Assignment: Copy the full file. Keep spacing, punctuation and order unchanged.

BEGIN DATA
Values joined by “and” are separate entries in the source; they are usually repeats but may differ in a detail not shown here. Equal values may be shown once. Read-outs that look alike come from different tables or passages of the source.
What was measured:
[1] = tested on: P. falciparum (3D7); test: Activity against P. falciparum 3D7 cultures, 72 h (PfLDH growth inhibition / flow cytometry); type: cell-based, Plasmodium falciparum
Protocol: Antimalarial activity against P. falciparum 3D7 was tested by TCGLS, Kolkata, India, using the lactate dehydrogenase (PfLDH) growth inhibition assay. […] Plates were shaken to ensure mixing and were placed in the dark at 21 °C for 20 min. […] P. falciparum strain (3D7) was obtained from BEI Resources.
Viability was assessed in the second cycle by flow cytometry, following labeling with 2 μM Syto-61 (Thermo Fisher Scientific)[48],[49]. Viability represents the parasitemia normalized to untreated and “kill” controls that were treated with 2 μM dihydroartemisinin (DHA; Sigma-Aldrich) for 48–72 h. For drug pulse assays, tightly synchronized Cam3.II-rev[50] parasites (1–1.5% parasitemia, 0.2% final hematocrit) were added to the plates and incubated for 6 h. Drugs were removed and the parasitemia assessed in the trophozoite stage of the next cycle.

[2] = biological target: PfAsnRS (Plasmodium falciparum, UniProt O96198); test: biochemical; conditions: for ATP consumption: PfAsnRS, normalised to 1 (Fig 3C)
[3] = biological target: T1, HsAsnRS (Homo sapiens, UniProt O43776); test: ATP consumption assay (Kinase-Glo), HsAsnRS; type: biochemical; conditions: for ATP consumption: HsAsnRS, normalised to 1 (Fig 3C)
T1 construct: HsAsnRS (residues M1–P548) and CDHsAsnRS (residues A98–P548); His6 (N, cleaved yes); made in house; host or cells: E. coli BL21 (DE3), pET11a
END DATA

Values joined by “and” are separate entries in the source; they are usually repeats but may differ in a detail not shown here. Equal values may be shown once. Read-outs that look alike come from different tables or passages of the source.
What was measured:
[1] = tested on: P. falciparum (3D7); test: Activity against P. falciparum 3D7 cultures, 72 h (PfLDH growth inhibition / flow cytometry); type: cell-based, Plasmodium falciparum
Protocol: Antimalarial activity against P. falciparum 3D7 was tested by TCGLS, Kolkata, India, using the lactate dehydrogenase (PfLDH) growth inhibition assay. […] Plates were shaken to ensure mixing and were placed in the dark at 21 °C for 20 min. […] P. falciparum strain (3D7) was obtained from BEI Resources.
Viability was assessed in the second cycle by flow cytometry, following labeling with 2 μM Syto-61 (Thermo Fisher Scientific)[48],[49]. Viability represents the parasitemia normalized to untreated and “kill” controls that were treated with 2 μM dihydroartemisinin (DHA; Sigma-Aldrich) for 48–72 h. For drug pulse assays, tightly synchronized Cam3.II-rev[50] parasites (1–1.5% parasitemia, 0.2% final hematocrit) were added to the plates and incubated for 6 h. Drugs were removed and the parasitemia assessed in the trophozoite stage of the next cycle.

[2] = biological target: PfAsnRS (Plasmodium falciparum, UniProt O96198); test: biochemical; conditions: for ATP consumption: PfAsnRS, normalised to 1 (Fig 3C)
[3] = biological target: T1, HsAsnRS (Homo sapiens, UniProt O43776); test: ATP consumption assay (Kinase-Glo), HsAsnRS; type: biochemical; conditions: for ATP consumption: HsAsnRS, normalised to 1 (Fig 3C)
T1 construct: HsAsnRS (residues M1–P548) and CDHsAsnRS (residues A98–P548); His6 (N, cleaved yes); made in house; host or cells: E. coli BL21 (DE3), pET11a